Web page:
Miles & Stockbridge Files Amicus Brief In Support Of Moroccan Judgment
RICHMOND, Va., Feb. 4, 2020 /PRNewswire/ -- Miles & Stockbridge, a leading business law firm in the mid-Atlantic region, announced today that it has filed an amicus curiae brief before the United States Supreme Court in support of the petition for certiorari by Maghreb Petroleum Exploration, S.A., and Mideast Fund for Morocco Limited.
The brief addresses the Fifth Circuit’s opinion in DeJoria v. Maghreb Petroleum Exploration, S.A., 935 F.3d 381 (2019), refusing to recognize a foreign judgment in an American court, and argues that the reluctance of American courts to enforce foreign judgments undermines America’s promotion of the rule of law abroad. The full text of the filed brief can be found here.
“The Fifth Circuit’s opinion in DeJoria v. Maghreb Petroleum Exploration, S.A. reflects poorly on American justice,” said Thomas M. Wolf, a principal and trial lawyer in the Richmond office of Miles & Stockbridge. “If allowed to stand, the opinion announces to the world that, with enough money and influence, an American judgment debtor can change the law retroactively and avoid having to pay a huge overseas judgment.”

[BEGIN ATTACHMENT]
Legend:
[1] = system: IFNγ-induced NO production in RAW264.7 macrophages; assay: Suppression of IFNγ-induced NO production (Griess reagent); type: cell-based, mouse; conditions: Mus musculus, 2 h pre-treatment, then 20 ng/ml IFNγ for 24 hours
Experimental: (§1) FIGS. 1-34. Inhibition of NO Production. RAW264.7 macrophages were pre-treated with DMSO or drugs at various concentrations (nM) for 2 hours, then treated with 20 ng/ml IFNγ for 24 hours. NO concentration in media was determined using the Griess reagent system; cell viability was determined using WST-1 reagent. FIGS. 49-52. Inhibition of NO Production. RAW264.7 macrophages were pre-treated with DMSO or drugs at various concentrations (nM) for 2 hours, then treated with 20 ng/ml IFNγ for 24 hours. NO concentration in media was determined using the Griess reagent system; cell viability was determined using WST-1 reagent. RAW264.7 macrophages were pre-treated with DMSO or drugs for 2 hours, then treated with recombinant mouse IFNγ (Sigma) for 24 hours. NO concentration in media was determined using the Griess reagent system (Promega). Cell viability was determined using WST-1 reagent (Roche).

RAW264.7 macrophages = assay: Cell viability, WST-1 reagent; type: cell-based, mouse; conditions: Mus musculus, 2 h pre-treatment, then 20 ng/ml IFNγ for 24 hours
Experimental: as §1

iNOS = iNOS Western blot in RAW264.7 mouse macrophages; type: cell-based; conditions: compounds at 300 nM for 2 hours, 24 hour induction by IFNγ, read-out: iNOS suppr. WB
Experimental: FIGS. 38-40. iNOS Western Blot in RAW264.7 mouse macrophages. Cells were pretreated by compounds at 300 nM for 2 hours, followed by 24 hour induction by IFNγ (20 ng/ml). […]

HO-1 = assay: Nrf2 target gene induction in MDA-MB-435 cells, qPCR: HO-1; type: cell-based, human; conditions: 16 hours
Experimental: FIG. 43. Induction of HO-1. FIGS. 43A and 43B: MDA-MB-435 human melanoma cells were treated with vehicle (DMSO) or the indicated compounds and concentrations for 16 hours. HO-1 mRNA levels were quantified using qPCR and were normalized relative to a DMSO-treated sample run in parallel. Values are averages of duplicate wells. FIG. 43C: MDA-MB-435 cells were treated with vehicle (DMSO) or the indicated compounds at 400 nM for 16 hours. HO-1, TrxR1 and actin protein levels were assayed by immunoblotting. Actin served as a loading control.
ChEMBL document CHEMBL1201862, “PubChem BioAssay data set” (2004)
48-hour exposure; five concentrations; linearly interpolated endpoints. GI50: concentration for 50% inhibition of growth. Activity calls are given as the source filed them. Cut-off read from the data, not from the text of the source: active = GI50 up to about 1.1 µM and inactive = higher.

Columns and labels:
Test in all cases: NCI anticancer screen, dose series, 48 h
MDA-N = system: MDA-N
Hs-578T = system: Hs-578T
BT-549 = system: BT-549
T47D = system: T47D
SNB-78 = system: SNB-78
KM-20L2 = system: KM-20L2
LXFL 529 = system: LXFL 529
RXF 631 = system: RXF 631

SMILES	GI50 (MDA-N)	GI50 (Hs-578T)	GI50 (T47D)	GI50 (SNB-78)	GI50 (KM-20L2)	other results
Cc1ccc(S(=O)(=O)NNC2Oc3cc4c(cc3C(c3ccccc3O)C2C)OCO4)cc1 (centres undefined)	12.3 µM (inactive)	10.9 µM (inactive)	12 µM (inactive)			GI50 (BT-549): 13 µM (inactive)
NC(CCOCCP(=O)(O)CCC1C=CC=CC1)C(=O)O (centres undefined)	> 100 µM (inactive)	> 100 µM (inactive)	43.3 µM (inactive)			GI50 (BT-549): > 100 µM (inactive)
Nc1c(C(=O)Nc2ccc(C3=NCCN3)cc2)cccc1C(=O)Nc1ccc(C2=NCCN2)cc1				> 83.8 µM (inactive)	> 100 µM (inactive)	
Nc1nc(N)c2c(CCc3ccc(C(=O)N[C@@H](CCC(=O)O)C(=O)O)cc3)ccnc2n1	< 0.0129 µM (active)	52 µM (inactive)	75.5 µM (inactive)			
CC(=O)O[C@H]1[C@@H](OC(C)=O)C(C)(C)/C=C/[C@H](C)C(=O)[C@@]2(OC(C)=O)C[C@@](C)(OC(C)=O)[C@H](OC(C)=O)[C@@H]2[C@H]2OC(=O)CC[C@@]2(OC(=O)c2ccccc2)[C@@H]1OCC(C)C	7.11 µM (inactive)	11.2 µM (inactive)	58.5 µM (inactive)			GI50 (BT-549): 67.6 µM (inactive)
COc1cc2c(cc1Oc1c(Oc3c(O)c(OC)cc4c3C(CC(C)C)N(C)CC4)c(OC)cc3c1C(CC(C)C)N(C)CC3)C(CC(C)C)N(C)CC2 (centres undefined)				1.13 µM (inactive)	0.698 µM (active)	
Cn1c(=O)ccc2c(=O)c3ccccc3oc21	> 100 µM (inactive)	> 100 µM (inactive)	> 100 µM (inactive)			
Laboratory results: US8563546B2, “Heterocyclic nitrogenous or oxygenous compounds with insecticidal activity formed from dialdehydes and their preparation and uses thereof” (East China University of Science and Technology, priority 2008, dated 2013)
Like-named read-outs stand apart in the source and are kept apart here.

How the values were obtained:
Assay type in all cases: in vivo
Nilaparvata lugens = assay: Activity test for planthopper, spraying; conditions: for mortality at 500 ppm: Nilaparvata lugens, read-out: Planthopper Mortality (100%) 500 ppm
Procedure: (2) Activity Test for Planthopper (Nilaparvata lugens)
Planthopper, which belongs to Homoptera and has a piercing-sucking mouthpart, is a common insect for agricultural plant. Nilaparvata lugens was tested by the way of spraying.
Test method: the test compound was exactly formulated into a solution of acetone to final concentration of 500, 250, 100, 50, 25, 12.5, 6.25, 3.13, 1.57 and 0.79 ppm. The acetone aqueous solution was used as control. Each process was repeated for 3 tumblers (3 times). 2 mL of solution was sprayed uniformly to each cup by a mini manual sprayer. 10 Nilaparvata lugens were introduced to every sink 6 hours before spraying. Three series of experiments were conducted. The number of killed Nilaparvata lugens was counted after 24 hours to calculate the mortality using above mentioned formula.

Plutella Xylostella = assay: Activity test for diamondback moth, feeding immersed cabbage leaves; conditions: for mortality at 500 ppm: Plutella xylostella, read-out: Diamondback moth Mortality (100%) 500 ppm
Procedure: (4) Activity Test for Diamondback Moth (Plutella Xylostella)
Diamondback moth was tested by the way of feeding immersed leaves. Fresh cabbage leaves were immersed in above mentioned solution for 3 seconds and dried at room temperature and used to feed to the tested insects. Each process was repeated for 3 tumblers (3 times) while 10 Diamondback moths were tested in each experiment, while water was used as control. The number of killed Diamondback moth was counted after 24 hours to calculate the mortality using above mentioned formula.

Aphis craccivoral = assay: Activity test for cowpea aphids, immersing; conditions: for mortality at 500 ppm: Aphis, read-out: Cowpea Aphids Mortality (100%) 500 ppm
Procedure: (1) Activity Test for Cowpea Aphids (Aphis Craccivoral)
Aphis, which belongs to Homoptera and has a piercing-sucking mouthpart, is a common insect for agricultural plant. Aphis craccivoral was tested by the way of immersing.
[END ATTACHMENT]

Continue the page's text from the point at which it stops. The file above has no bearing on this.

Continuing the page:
The brief was written by Wolf and Joseph M. Rainsbury, also of the firm’s Richmond office.
The Fifth Circuit case involved an attempt by Moroccan investors to domesticate a judgment obtained against Texas multi-billionaire John Paul DeJoria, an entrepreneur and co-founder of Paul Mitchell hair products and The Patrón Spirits Company.
Investors claimed that DeJoria had defrauded them in an ill-fated project to develop oil reserves in Morocco. Although properly served, DeJoria declined to participate in the Morocco proceedings. The Morocco court heard evidence on damages and entered a $123 million judgment against DeJoria. DeJoria then used his resources and influence to lobby the Texas Legislature to retroactively change the law relevant to the case.
Wolf and Rainsbury addressed the following in the brief:
Reasons for Certiorari
Wolf and Rainsbury argue in the brief that the Fifth Circuit should grant certiorari for three reasons:
About Miles & Stockbridge
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